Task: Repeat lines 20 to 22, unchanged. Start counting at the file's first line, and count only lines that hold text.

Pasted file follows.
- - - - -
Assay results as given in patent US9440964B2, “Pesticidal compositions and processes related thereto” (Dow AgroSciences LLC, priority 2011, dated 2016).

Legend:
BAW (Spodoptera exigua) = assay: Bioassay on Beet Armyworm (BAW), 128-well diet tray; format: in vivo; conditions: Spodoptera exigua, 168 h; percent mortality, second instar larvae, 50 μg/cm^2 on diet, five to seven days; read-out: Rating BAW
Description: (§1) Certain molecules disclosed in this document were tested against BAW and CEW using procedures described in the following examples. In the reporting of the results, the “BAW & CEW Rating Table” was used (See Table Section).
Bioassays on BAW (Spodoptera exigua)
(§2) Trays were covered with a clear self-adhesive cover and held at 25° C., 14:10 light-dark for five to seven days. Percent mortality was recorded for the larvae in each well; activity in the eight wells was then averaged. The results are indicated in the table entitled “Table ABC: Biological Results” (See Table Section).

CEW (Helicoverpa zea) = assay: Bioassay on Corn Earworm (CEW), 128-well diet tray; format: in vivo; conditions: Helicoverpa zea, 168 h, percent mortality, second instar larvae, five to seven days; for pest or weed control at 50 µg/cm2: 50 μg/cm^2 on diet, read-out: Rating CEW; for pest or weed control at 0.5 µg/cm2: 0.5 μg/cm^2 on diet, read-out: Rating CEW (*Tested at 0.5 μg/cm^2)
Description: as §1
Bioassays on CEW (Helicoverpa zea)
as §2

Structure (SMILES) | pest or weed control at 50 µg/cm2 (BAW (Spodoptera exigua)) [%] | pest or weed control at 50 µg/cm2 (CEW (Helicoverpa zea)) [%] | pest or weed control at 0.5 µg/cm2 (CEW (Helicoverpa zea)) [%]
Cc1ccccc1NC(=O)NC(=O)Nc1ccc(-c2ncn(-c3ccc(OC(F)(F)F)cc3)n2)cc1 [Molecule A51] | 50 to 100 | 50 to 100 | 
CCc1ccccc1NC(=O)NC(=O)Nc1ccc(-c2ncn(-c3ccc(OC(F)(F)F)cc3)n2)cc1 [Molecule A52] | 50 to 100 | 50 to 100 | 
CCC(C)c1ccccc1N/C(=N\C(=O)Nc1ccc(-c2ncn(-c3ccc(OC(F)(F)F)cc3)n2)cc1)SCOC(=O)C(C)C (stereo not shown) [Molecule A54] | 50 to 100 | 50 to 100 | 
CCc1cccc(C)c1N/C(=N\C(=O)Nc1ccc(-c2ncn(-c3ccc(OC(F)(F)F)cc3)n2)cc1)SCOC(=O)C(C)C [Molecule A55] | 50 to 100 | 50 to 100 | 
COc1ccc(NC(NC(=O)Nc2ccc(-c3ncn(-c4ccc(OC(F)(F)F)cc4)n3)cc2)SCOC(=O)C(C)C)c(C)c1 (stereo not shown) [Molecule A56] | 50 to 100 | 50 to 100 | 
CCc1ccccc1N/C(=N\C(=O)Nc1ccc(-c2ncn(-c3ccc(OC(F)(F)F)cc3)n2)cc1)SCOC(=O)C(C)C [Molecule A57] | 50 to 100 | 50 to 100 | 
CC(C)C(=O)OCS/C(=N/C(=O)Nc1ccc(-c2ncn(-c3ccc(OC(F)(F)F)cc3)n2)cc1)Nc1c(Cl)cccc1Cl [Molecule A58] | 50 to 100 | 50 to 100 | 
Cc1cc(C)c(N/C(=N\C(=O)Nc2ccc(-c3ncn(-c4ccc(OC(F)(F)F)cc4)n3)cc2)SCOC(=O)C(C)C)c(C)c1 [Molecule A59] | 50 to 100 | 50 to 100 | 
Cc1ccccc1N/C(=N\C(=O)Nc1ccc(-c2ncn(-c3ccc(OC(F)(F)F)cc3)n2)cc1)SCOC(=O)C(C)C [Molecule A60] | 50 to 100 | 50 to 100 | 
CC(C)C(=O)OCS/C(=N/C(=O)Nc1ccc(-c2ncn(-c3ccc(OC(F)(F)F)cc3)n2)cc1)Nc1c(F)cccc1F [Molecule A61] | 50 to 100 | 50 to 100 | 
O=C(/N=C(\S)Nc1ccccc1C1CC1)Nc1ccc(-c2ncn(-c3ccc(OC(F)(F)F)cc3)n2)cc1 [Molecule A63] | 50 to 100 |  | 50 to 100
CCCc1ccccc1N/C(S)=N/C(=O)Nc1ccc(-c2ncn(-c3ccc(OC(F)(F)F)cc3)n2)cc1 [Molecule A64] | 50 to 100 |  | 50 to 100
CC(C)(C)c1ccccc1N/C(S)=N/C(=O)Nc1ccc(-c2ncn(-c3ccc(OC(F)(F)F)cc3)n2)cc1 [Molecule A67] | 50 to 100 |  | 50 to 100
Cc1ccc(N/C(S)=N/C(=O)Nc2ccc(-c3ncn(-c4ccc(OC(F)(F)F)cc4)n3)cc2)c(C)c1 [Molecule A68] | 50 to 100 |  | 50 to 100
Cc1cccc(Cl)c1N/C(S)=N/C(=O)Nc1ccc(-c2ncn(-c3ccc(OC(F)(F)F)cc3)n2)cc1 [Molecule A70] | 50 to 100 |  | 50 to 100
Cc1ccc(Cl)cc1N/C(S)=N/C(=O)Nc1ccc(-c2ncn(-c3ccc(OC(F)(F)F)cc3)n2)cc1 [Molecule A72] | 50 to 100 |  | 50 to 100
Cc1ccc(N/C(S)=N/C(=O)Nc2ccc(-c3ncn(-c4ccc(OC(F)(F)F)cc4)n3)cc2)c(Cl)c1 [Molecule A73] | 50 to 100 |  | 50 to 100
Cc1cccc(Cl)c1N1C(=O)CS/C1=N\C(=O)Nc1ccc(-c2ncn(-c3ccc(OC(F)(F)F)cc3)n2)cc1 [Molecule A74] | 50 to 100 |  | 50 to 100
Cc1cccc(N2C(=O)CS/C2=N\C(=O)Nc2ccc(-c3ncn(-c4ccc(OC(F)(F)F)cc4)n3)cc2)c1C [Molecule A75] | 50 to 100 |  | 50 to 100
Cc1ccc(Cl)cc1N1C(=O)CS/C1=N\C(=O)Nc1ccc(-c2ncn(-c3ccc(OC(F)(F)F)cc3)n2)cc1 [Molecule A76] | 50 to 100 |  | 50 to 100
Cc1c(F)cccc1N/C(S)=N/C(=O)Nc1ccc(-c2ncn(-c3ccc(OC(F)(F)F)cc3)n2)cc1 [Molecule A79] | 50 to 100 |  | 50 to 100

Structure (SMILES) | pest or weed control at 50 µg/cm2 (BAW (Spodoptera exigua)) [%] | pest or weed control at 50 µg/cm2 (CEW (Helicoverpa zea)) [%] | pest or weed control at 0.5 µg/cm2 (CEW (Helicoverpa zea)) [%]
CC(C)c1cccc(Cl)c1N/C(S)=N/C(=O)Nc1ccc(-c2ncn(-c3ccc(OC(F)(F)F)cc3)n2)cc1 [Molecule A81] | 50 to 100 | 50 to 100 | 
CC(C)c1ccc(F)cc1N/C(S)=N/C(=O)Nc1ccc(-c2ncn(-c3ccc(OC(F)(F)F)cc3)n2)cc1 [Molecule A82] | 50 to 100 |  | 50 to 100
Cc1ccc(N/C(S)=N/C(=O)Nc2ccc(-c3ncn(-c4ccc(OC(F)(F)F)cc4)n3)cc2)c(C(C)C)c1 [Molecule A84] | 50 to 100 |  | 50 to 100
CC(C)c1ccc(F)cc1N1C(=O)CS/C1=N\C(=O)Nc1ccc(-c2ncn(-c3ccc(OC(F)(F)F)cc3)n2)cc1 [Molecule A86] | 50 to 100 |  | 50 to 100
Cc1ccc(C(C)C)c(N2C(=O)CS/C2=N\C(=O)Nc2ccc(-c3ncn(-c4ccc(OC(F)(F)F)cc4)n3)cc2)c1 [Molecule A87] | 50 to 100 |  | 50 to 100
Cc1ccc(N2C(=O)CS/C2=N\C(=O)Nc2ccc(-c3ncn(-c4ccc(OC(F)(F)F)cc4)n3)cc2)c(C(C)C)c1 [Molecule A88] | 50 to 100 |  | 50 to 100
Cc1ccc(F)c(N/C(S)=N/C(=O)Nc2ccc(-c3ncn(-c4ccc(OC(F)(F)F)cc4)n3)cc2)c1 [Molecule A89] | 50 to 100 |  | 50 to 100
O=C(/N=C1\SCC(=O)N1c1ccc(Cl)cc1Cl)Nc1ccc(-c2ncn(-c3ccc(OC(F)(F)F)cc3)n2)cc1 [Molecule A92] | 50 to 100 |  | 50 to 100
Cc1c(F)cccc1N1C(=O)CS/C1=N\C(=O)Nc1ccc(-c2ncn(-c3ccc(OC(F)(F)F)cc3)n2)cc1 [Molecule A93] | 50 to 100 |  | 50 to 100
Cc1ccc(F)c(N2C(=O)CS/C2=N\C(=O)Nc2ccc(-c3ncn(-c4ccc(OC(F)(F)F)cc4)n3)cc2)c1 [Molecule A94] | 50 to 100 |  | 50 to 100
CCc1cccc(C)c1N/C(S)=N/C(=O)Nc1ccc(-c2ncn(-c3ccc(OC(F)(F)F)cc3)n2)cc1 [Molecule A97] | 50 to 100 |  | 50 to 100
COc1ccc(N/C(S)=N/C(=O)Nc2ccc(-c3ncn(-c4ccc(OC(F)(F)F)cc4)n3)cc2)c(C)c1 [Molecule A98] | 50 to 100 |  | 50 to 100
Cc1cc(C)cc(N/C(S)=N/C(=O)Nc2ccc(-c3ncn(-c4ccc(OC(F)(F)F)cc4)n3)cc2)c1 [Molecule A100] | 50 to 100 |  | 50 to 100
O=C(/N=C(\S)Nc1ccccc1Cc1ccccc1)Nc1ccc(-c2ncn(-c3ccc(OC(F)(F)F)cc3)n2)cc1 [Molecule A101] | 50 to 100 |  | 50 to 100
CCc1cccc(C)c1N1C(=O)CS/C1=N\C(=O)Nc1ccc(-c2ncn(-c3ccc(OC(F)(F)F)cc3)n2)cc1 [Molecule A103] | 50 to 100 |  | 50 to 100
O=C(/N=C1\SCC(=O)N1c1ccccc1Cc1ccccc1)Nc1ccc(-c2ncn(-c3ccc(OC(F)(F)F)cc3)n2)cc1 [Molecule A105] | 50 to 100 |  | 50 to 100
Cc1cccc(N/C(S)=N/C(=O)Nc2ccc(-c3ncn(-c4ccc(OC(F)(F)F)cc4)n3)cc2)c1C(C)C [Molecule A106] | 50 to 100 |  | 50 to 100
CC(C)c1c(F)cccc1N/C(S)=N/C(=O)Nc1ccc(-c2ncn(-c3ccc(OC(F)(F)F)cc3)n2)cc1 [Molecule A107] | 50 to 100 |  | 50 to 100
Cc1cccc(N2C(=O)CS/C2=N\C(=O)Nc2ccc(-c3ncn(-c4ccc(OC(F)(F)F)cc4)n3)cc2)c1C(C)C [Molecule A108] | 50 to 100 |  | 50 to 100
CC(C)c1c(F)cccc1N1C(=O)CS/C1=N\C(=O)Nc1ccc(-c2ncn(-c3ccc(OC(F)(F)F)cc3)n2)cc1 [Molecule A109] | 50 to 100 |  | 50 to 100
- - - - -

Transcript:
Cc1ccccc1N/C(=N\C(=O)Nc1ccc(-c2ncn(-c3ccc(OC(F)(F)F)cc3)n2)cc1)SCOC(=O)C(C)C [Molecule A60] | 50 to 100 | 50 to 100 | 
CC(C)C(=O)OCS/C(=N/C(=O)Nc1ccc(-c2ncn(-c3ccc(OC(F)(F)F)cc3)n2)cc1)Nc1c(F)cccc1F [Molecule A61] | 50 to 100 | 50 to 100 | 
O=C(/N=C(\S)Nc1ccccc1C1CC1)Nc1ccc(-c2ncn(-c3ccc(OC(F)(F)F)cc3)n2)cc1 [Molecule A63] | 50 to 100 |  | 50 to 100